CIRI Note: Though this piece covers biofilm-removal in medical/dental devices, it highlights an important fact: old-fashioned scrubbing is sometimes the best “intervention” when it comes to biofilm.
Water conducting systems in hospitals (endoscopes, nebulizers, tap water systems, dental units etc.) are often important reservoirs of conditional pathogens. The sanitation of those systems by in vitro efficient chemical disinfectants is very difficult. An explanation may be that microorganisms are growing in such systems in wall adhering biofilms wherein they are protected from biocides. A method for testing the efficacy of chemical disinfectants and mechanical cleaning is described under conditions which imitate those in natural systems. A criterion for the efficacy of sanitation procedure is not only the good disinfection result but also the removal of biofilms. The investigation showed that aldehydes, and peracetic acid can reduce multiplying microorganisms without disrupting the biofilm. A preparation on the basis of hydrogen peroxide showed good antimicrobial efficacy and a distinct reduction and influence of the biofilm. The best result was achieved by mechanical cleaning. The test model is simple and a supplement to the conventional in vitro laboratory test for the efficacy of sanitation procedures of water conducting systems.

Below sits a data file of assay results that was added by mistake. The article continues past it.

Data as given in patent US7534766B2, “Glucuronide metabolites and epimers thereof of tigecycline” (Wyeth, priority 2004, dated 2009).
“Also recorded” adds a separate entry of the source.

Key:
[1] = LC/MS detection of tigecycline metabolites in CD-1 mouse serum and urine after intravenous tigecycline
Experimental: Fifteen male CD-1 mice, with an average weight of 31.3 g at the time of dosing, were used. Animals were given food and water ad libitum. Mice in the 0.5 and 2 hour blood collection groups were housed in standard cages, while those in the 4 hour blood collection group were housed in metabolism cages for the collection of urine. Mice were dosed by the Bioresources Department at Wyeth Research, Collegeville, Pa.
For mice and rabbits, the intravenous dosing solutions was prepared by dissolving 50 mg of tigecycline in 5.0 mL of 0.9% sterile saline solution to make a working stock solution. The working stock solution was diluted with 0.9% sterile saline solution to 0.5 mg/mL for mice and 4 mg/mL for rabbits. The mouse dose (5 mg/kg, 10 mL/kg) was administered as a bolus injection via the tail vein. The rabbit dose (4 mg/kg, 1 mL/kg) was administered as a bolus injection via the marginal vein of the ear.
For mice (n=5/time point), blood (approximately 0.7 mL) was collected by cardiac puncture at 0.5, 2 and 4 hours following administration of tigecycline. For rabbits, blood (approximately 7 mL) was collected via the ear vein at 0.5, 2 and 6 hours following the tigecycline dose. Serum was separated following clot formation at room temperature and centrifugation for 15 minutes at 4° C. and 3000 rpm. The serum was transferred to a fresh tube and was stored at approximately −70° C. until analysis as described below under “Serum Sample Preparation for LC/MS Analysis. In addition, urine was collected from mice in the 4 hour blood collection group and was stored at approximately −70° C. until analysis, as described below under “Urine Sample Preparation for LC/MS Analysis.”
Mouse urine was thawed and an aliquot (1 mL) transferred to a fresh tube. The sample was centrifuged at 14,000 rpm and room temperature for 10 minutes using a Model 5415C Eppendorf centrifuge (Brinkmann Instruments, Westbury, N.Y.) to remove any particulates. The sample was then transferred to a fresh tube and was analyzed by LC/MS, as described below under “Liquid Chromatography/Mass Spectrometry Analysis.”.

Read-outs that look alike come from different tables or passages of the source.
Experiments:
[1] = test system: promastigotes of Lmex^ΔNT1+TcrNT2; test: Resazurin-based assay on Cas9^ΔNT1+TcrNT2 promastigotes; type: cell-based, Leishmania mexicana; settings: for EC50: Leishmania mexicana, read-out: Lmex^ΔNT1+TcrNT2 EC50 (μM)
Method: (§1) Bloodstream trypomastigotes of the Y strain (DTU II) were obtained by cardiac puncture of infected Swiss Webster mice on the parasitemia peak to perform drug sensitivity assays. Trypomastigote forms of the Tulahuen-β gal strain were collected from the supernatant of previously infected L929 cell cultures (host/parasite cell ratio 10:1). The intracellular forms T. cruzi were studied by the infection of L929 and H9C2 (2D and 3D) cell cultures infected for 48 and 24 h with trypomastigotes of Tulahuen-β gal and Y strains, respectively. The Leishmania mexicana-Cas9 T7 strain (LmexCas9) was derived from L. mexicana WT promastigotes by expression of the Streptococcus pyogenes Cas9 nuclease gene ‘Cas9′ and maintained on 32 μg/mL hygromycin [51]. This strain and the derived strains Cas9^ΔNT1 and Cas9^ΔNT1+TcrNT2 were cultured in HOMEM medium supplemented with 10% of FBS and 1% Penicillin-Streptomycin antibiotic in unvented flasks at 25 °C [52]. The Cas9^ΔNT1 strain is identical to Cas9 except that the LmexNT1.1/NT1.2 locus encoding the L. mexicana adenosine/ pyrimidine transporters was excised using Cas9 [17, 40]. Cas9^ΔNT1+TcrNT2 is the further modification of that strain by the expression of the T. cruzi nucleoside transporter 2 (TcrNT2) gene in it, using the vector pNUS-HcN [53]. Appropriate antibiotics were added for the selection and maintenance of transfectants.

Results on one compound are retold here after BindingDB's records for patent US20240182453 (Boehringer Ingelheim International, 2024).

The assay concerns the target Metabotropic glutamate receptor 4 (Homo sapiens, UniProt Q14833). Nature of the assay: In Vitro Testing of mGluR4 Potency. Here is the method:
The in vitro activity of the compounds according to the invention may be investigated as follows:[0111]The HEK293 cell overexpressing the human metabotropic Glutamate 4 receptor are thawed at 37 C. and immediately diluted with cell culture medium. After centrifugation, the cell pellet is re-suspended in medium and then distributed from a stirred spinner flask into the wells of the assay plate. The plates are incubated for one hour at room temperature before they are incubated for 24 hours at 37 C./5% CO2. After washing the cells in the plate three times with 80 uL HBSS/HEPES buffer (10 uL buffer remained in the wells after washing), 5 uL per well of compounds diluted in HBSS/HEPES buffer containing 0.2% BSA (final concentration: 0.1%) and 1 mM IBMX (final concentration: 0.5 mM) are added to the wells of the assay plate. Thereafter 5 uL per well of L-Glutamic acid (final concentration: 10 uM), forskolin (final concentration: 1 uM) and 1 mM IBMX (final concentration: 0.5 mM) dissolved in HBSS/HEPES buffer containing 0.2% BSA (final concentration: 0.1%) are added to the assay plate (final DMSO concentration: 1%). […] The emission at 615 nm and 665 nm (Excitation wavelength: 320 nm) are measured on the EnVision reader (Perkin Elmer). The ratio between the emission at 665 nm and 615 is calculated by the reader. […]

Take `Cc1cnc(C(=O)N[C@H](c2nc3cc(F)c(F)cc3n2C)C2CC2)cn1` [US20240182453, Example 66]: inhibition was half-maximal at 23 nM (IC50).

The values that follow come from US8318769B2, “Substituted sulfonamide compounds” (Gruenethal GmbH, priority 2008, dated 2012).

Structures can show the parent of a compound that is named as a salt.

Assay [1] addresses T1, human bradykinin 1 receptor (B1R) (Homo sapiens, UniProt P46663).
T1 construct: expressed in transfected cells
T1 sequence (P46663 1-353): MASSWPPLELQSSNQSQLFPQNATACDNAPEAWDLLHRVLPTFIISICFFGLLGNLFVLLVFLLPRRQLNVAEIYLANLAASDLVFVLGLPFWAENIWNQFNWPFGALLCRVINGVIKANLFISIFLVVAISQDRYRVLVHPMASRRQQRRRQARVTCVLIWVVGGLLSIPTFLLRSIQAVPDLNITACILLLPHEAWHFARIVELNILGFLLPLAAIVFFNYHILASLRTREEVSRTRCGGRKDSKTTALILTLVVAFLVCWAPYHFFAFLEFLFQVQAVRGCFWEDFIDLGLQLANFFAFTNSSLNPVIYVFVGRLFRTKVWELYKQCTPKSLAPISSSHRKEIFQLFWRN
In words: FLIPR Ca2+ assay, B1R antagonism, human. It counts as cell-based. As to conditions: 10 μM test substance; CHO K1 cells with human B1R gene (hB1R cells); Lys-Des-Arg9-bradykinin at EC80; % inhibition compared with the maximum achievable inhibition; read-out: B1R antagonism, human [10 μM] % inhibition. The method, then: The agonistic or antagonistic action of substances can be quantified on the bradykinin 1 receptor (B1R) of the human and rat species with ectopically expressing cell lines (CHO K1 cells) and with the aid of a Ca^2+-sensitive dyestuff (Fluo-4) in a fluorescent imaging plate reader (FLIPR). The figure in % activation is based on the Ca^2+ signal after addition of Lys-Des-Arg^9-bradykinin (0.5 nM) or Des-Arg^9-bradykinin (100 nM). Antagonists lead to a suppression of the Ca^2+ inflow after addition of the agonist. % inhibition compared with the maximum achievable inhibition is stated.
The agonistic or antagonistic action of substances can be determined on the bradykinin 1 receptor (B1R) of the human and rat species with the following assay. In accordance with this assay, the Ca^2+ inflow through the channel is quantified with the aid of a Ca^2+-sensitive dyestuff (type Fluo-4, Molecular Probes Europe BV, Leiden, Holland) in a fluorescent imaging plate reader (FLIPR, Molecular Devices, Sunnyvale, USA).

Zentralblatt fur Bakteriologie, Mikrobiologie und Hygiene.
Serie B, Umwelthygiene, Krankenhaushygiene, Arbeitshygiene, Praventive Medizin [1987, 183(5-6):549-563]